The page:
Suddenly your work doesn’t look like your sketch or preliminary drawing. It’s somehow…not as detailed. More unrefined…UGLIER. What the hell happened?! You didn’t lose any form while you were painting, you kept your lines and tones in tune with your plan…why does it look worse???

the ugly phase of a painting
Seeing this on your canvas might make you want to give up, but you’re right on the verge of a nice painting.

The fact is, the ugly paiting stage is very necessary.  This is where you’re blocking in where all of your colours and tones and shapes will be.  It’s painted thinly so you can still see your lines or even the background/ground underneath. It’s also thin so it will be easily covered with thicker paint. It’s the underpainting of your image.

The problem is that many beginners see this and don’t know why it happened or how to “fix” it.  The thing is, it doesn’t need fixing.  This is supposed to happen.  Artworks go through many ugly phases before they start to become something pleasing to the eye.  Many beginners are so used to seeing finished works, however, that when they see this come from themselves they assume their painting skills are not good enough and get discouraged.

Here’s the same image with only one more coat of thin paint overtop the dried “ugly” stage:

It’s starting to look like an actual person and not a blob.

And here is it with another coat on top of that, with some glazing to add more vivid colours and white highlights:

acrylic painting for beginners
It’s still not done, but you can see that it’s much better than when it was in the ugly phase.

I still have more to do on it, so it’s not done, but if a beginner could see that building on the ugly phase can get them to a more finished looking stage, hopefully they won’t give up. It’s generally right where the painting looks the ugliest that it starts to become prettier with each layer after that.  The problem is the ugliest stage is pretty much right after you’ve worked so hard to get your form right and have layed out your tones. Seeing the ugly phase after your hard work can be frustrating, but try to remember that with each new layer, it will get better, so stick with it!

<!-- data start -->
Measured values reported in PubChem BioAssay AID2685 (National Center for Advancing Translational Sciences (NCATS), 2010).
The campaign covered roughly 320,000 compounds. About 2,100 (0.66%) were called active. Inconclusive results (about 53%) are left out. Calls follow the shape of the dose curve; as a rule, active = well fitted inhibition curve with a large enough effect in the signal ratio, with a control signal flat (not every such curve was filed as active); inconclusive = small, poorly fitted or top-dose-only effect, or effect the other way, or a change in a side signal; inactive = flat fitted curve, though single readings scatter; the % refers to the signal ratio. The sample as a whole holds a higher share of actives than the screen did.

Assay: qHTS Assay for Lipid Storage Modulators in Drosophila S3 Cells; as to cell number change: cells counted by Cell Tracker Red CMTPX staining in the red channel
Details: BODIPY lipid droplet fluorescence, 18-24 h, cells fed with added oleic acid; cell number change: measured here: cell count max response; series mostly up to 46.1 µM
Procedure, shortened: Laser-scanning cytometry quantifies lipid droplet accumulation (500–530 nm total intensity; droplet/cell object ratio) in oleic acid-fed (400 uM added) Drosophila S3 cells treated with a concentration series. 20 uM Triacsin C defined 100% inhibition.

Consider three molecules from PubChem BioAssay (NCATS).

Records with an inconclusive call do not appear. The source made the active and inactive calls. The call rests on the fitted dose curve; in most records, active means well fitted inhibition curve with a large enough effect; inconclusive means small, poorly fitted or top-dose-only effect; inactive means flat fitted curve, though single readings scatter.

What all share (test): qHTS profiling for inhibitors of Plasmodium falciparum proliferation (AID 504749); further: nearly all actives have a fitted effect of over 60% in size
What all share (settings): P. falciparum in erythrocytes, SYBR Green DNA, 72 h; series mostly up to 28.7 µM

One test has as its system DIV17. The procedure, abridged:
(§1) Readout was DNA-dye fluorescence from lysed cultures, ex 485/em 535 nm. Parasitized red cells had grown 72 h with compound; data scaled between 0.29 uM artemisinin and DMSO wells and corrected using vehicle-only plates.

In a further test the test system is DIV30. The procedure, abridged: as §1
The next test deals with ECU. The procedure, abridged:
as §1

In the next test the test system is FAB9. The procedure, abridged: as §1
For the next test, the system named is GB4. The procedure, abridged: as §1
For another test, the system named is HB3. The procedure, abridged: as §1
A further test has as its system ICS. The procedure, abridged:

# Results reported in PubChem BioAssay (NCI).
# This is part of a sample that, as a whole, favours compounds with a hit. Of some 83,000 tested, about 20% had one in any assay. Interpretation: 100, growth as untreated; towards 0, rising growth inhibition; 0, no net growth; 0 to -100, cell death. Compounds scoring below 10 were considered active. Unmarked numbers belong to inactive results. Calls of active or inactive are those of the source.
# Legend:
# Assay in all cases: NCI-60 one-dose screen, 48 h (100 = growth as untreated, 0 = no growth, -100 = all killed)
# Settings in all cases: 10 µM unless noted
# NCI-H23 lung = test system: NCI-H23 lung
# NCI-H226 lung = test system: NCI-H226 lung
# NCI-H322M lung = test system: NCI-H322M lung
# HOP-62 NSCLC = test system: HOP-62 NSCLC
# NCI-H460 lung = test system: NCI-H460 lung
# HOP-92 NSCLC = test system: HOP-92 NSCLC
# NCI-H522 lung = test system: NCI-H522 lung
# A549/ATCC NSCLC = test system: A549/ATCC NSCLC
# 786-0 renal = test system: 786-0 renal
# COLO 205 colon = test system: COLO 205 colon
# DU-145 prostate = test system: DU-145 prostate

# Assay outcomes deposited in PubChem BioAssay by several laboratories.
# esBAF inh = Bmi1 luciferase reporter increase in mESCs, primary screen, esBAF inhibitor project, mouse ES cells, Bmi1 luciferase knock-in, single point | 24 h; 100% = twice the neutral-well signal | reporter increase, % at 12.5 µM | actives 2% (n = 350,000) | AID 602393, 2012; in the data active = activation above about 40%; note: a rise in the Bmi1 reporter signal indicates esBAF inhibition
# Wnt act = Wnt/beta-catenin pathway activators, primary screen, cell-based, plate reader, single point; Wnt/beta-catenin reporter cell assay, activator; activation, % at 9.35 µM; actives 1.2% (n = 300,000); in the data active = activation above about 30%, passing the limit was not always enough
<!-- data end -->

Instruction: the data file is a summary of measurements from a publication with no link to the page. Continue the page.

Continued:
Many artists (including myself!) don’t like showing their work until it’s either done or at least past the ugly phase. I hate when we have unexpected company come over and I know I have a painting sitting on my easel in the ugly phase. I quickly run and either hide it or close the door to my art studio.  If they see that ugly thing they’ll think I suck!

This problem of hiding the ugly phase is what frustrates beginners, though.  They see a “work in progress” and think it looked that pretty from the very start because the artist is so amazing.  But I can assure you, every painting goes through some degree of ugly stage at some point in its creation.

So I hope this little peek into my own ugly painting stage has shed some light on the matter, so next time you’re working on a painting and are starting to get frustrated, just remember that with practice and persistence it will improve.

Thanks for stopping by, an till next time, keep creating!

-Ashley <3